The Irish American Heritage Museum was officially opened on Tuesday morning in its new home in downtown Albany, New York.
Various government officials were present, including Albany Mayor Jerry Jennings and Deputy Consul General Jackie O'Halloran Bernstein, for the cutting of the Irish themed green ribbon to the new facility on Tuesday morning.
“It’s a historic occasion,” Ed Collins, chairman of the museum's board of trustees, told the Irish Voice.
“This was all set in motion many years ago,” he added.
Established in 1986, the museum was located for a quarter of a century in the village of East Durham, in the Catskills. The original museum had been opened during the summer, but the new facility will be open all year around. Officials began planning the move three years ago in an effort to boost attendance.


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“In terms of a museum dedicated to preserving and presenting the contribution of the Irish here in America, we believe we are the only museum of our kind,” Collins said.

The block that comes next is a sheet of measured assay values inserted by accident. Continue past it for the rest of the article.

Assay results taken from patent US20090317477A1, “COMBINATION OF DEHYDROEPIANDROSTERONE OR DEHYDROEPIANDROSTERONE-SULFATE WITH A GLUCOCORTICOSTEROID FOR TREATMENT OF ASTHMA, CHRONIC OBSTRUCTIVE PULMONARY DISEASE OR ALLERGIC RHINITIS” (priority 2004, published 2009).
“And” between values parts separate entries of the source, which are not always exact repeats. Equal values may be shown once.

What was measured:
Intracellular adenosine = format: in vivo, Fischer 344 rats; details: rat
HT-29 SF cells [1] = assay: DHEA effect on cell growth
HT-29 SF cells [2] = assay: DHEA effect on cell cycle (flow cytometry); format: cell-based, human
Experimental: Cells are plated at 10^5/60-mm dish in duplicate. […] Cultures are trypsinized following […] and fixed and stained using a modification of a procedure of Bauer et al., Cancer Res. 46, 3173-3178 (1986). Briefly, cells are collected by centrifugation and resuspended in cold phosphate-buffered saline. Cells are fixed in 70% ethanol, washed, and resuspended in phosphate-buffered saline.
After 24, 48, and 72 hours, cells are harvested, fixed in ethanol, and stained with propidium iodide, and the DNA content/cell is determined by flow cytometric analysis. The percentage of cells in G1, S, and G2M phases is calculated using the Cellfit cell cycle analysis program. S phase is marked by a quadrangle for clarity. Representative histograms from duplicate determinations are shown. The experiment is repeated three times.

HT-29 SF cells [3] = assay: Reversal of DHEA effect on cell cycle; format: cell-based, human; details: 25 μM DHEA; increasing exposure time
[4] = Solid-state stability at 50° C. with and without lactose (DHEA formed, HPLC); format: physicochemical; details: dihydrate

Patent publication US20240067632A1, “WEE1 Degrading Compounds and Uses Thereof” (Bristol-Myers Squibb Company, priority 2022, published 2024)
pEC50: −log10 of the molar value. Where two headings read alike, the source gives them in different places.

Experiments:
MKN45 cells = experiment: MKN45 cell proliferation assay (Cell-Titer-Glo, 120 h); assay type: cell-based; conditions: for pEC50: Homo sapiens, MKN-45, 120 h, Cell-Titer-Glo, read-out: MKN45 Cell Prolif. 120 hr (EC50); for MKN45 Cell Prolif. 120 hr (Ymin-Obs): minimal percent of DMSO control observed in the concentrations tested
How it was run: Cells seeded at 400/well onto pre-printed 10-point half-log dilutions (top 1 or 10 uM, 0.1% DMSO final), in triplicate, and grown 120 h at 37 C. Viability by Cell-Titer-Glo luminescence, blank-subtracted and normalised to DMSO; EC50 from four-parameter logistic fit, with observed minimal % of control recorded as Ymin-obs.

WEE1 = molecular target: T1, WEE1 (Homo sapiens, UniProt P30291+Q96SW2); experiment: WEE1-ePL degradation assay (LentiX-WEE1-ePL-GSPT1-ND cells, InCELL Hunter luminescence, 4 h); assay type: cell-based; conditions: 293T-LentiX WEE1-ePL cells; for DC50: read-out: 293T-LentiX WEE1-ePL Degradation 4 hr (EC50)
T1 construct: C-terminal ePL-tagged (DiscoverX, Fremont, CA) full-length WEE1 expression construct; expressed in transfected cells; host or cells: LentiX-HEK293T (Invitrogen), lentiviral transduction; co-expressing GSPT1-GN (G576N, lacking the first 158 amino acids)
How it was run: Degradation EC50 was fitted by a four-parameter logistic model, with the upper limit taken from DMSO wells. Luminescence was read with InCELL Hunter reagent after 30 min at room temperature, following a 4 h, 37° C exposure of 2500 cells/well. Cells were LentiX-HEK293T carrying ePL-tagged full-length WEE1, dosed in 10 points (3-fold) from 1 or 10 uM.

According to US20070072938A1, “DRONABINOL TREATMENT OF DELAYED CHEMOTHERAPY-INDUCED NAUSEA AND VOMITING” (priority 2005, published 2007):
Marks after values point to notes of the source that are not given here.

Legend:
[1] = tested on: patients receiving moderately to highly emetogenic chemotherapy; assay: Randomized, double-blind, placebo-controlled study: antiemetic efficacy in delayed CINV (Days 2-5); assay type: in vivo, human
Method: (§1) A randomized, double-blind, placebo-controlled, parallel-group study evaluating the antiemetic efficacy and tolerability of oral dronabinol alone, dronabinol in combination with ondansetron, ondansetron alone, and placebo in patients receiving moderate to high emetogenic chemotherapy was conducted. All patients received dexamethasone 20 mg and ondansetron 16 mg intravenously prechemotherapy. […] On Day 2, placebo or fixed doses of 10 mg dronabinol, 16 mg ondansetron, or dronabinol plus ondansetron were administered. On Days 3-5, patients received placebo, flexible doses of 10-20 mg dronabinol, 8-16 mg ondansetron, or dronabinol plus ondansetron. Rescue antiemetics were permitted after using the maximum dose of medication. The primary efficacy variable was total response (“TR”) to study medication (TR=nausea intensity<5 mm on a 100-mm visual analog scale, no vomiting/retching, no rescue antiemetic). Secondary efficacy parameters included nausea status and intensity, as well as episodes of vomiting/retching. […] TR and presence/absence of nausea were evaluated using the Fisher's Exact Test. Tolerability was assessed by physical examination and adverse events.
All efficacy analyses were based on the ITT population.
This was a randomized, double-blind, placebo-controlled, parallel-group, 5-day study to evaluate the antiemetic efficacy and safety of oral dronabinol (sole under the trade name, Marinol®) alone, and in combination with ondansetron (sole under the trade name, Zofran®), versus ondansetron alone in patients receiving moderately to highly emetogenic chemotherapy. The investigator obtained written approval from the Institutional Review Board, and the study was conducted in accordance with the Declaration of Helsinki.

With an educational mandate from the state of New York, the museum will be open throughout the year and is hoping to attract school groups, as well as those interested in Irish American history.
Presenting a dynamic experience of Irish heritage, the museum offers various exhibits such as the photography display “Dublin: Then and Now” and its newest exhibit, “The Irish and the Erie Canal.”
The new location on 370 Broadway in Albany will also play host to several events, including a traditional Irish music session and a dance recital over the coming week.
“We will have events throughout the year,” Collins said. “You don’t have to be Irish to experience our museum.”
The museum also includes the Paul O'Dwyer Library and the Ancient Order of Hibernians' archives.
“We want people who come here who are Irish to leave being so proud of that heritage. However, we have another goal for people who are not Irish to leave being inspired by us to search and examine their own roots,” Collins said.
As well as demonstrating the strong links between Ireland and the US, Collins says the museum is about reminding the next generation about the importance of these ties.
“We live in age where our kids and grandkids are instantly connected to each other through their cellphones, iPads, and computers.
“We need to keep them connected to their heritage and to their roots, as our heritage is why we are who we are,” Collins said.  “We welcome visitors with open arms”.
The museum will be open Wednesday, Thursday and Friday from 11 a.m.-4 p.m.; Saturday from 10 a.m.-4 p.m.; Sunday from noon to 4 p.m.; and closed Monday and Tuesday.  For more information visit